Big year ahead for IMCA’s CMID Vessel Accredited Inspector scheme

IMCA’s CMID users saw a host of improvements in 2015 with the release of version 9 of the document and the launch of the accredited vessel inspectors (AVI) scheme.

The feedback from the user community on version 9, its expanded question sets and re-introduction of supplements has been very positive. The only area of concern surrounds the desire of some users for the option to produce reports which are not watermarked, for vessel inspections which, for whatever reason, cannot be uploaded to the eCMID database.

In an effort to improve both quality assurance and security integrity in the system, the Joint Industry CMID Steering Committee made the decision to watermark all versions of the CMID that were not uploaded to the eCMID database. In fact, a number of inspectors have reported that their clients have registered vessels on the eCMID database in order to get a ‘clean’ report – thereby meeting the aim of this policy set by the committee. However, the committee is willing to listen to the community and, at the meeting in December 2015, directed that options for changes are prepared for their consideration at the next meeting.

AVI scheme challenges

Another milestone, achieved in July 2015, was the establishment of the accredited vessel inspector (AVI) scheme. For this project IMCA partnered with the International Institute of Marine Surveying (IIMS), a UK based marine surveying industry professional body and a UK certifying authority. IIMS has experience with accrediting professional marine industry competences and was deemed to be the most suitable fit for the needs of the CMID user community.

The challenge of putting a scheme in place that not only assures the competence of existing inspectors, but which could also be rolled out on a world-wide basis, was not
straightforward. One particular challenge was in making the initial accreditation process an objective rather than subjective one. This is the reason applicants are asked to provide as much evidence as is realistically possible when they apply. This gives the assessor panel a better body of evidence upon which to judge competence and can subsequently be verified by referral to referees.

What was not foreseen was the length of time that the assessment of each application would take. The initial expectation was that an assessment would take one man hour per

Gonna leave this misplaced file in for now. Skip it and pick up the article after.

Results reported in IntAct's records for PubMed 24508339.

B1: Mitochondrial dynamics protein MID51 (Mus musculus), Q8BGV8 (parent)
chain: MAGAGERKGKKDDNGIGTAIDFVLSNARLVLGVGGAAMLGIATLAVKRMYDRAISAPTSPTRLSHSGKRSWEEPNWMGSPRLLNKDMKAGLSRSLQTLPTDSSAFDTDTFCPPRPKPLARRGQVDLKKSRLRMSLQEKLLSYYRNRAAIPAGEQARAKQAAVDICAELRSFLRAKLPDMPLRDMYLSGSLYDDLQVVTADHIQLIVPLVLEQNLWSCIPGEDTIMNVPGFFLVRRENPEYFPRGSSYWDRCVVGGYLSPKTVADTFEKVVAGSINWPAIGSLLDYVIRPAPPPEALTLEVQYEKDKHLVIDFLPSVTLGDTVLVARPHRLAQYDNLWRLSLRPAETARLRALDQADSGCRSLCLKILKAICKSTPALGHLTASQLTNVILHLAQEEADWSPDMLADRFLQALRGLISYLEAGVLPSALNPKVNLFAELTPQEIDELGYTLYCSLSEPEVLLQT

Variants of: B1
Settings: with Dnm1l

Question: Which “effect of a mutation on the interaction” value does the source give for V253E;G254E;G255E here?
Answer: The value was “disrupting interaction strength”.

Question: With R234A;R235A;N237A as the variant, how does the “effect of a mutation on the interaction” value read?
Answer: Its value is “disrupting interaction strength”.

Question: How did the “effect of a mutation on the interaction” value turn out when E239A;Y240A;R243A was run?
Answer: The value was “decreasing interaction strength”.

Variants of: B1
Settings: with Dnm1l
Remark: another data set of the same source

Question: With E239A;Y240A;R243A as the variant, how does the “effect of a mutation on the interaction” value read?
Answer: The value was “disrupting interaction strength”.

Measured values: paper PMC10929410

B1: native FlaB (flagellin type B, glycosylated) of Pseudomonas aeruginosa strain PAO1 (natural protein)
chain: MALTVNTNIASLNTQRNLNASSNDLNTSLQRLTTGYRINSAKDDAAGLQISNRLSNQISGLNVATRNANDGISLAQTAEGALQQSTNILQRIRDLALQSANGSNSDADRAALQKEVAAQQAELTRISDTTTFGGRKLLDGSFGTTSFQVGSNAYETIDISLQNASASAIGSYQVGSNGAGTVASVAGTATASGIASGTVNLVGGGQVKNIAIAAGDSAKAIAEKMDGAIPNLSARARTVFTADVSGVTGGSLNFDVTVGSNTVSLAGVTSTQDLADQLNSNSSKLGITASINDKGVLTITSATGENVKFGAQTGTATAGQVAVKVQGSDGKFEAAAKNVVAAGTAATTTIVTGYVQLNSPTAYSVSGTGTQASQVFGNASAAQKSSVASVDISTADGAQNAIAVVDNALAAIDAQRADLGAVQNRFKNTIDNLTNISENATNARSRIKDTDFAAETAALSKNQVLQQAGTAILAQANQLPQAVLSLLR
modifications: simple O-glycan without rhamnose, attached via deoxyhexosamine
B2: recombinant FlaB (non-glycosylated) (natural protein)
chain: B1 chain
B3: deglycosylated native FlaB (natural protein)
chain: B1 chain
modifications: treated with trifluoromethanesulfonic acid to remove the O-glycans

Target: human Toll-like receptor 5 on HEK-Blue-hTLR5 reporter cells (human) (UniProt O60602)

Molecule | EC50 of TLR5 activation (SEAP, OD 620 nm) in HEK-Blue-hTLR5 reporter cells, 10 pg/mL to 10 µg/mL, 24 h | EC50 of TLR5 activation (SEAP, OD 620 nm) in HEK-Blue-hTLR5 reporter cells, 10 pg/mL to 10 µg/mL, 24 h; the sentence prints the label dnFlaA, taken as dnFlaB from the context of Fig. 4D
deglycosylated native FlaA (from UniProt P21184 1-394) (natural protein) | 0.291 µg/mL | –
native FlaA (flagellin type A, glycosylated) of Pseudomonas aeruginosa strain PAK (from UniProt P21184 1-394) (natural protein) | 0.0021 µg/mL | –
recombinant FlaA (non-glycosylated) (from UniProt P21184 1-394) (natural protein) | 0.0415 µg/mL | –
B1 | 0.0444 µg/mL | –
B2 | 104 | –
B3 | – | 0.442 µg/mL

application; it has actually averaged out to four man hours per application. Approximately 50% of applications require additional information from the applicant. For
example, a significant number of applications which have sought special vessel type endorsements have been submitted without any evidence that the applicant has ever
conducted an inspection on these vessel types. As a result, Hilary Excell, IIMS’ scheme manager, has to contact these applicants and ask for this evidence.

All this being said, the AVI cadre already numbers 146, with a total of 166 applications received to date.

Effects being felt

The impact of the AVI scheme has already been felt in the inspector community. At the recent Offshore Windfarm Vessels Conference in London there was considerable support for CMID and MISW and a recognition that inspectors need to have accreditation. It is seen as a requirement for a professional service which, essentially, deals with occupational health and safety onboard vessels. Not to have accreditation would raise serious questions over safety assurance. Full details of the scheme can be found by following the link from the IMCA website, or going directly to the AVI website.

2016 and beyond

This year we will be releasing the next version of IMCA M 189 – Marine Inspection for Small Workboats (MISW), which will be produced in a similar format to the CMID. It is planned to organise an AVI conference around September, with the aim of bringing the inspector community together to identify issues and share common lessons and experiences.
This conference will, of course, steer clear of competitive issues and adhere to IMCA’s Competition Law Compliance Policy.

AVI applications are being received constantly and the accreditation course programme has been announced with several having now taken place. More details on courses here.

Regrettably, as a result of the downturn in the offshore industry, we were unable to introduce the tablet app last year. The IMCA Marine Division Management Committee has
decided to save the implementation of this element of Project TRADEWINDS until the financial climate improves.

Read the update in full: IMCA CMID update

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